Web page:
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Luxury B.C. building strata right in unplugging EV charger, tribunal rules

B.C.'s Civil Resolution Tribunal says a strata acted "reasonably" in turning off the power to a man's EV charger.
electricvehiclecharger
The strata at the centre of the dispute is at the Shangri-La, at 1111 Alberni St. in Vancouver.

A luxury Vancouver building’s strata council was correct in turning off a Vancouver man’s electric vehicle (EV) charger until he paid his bills, B.C.’s Civil Resolution Tribunal ruled May 3.

Milad Rostamkhani said the strata, the Shangri-La at 1111 Alberni St., has improperly charged him $1,911 for his EV charging station. He said he has paid the money, claims he was overcharged for the station’s initial installation and that the power was shut off.

Rostamkhani asked the tribunal that the debt on his account be cleared, that each owner be paid back $368.69 for alleged overpayments and for his charging station to be turned back on.

The strata, however, said Rostamkhani owes the $1,911 and it turned off the power to his charging station as he is in default.

The strata began the EV charging station installation project in the strata’s parkade in 2017 as requested by several owners.

After an investigation of electrical capacity, the strata determined 50 charging stations could be installed at participating owners’ expense.

In May 2017, the strata announced the project, saying any owner who opted in would be responsible for their proportionate portion of the core infrastructure installation costs — plus $3,500 to $5,500 for the cost of connecting the owner’s specific parking stall charger to the infrastructure.

An agreement for project participation said the strata would coordinate charger installation, invoice the owners according to the number of project participants, and provide a credit to owners based on the total number of participants once maximum capacity was reached.

The agreement stated the owner would pay their proportionate share of costs related to the installation and keep the charger and all electrical connections in good repair.

Rostamkhani signed the agreement on Aug. 30, 2017.

On June 5, 2018, the strata advised participators that the final initial installation price would be $3,822, based on the number of participants at that time.

It further advised it would proceed with a second-round installation program the following year and any additional participants joining would eventually result in a reimbursement to all participants.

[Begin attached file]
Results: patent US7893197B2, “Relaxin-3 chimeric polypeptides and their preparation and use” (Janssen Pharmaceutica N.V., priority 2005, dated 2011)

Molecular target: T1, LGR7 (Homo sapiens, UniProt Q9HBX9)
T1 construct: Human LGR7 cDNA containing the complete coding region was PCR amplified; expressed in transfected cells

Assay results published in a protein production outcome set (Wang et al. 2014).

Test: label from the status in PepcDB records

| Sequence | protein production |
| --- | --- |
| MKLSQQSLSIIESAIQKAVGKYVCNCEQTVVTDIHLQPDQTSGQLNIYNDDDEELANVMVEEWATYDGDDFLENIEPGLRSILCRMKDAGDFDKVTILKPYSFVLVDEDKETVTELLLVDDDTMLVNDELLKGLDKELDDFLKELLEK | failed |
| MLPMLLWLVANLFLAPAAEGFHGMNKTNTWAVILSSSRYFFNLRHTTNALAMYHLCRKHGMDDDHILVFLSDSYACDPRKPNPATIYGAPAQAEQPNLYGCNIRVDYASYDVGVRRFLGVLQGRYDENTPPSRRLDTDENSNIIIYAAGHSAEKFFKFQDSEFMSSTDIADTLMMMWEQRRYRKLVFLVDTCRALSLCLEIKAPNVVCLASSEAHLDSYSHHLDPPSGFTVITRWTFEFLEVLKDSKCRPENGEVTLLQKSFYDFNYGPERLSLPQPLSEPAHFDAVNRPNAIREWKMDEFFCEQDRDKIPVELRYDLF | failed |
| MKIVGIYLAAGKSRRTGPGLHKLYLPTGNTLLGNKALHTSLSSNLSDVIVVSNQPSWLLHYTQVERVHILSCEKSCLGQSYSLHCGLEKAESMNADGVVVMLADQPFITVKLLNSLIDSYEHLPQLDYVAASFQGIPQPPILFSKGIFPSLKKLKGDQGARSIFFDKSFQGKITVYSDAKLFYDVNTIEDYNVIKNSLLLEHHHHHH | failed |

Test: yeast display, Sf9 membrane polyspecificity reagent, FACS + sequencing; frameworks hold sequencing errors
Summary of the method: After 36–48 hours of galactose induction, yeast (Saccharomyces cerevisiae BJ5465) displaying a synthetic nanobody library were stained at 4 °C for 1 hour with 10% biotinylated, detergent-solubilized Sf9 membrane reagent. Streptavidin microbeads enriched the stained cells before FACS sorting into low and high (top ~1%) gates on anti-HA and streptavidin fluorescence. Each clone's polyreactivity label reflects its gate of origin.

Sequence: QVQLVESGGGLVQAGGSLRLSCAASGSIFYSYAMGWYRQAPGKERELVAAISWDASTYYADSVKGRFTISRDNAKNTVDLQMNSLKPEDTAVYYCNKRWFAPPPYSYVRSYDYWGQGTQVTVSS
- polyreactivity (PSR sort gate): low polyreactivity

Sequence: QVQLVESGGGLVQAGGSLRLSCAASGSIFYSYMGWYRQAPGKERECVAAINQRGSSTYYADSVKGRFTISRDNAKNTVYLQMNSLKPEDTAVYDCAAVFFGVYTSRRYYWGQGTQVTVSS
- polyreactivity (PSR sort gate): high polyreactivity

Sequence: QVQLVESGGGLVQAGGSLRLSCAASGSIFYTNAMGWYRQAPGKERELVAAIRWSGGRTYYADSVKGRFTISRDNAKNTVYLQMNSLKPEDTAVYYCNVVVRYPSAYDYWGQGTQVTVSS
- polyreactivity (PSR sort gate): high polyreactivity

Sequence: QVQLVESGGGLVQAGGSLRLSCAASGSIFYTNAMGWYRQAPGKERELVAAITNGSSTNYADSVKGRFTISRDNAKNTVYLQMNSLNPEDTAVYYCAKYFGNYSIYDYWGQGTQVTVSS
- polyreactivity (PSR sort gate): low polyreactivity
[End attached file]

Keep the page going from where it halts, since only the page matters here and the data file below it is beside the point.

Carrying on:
The strata required a 50% deposit payable by June 18, 2018.

It was undisputed that Rostamkhani paid $1,911 to the strata in June 2018, tribunal vice-chair Andrea Ritchie said.

At issue in the dispute was whether Rostamkhani ever paid the remaining 50% balance, and whether he is entitled to any reimbursement due to further participants joining the project.

The strata said, unbeknownst to it, Rostamkhani’s car charger was activated despite him not having paid the 50% outstanding balance for the charger’s installation.

The strata said it wasn’t aware of the issue until January 2021, when it audited its financials and discovered 17 owners had failed to pay the balance of the installation costs.

As a result, on Jan. 31, 2021, the outstanding balance was added to Rostamkhani’s account and on Feb. 24, 2021 the strata emailed, advising him of the $1,911 outstanding balance.

The strata continued to ask Rostamkhani for payment until July 7, 2021, when it ultimately turned off the power to his charger.

Rostamkhani said he paid the $1,911 in April 2019 and provided a carbon copy cheque that he said he wrote. Ritchie said a carbon is not proof of payment, only that a cheque was written.

Rostamkhani also wanted $200 per month compensation for having to purchase fuel because he could not use his charger.

“I find the strata acted reasonably in turning off the power to Mr. Rostamkhani’s charger until payment is received or proven,” Ritchie said. “I decline to order the strata to restore power, and I dismiss Mr. Rostamkhani’s claim for compensation noting that he did not provide any receipts or invoices in support of his compensation claim in any event.”

The strata also says the charging station project is not complete until all 50 units have been installed, so any potential refund is not calculable until that time.

As far as payback for other owners goes, Ritchie does not have the standing to make that claim for others.

jhainsworth@glaciermedia.ca

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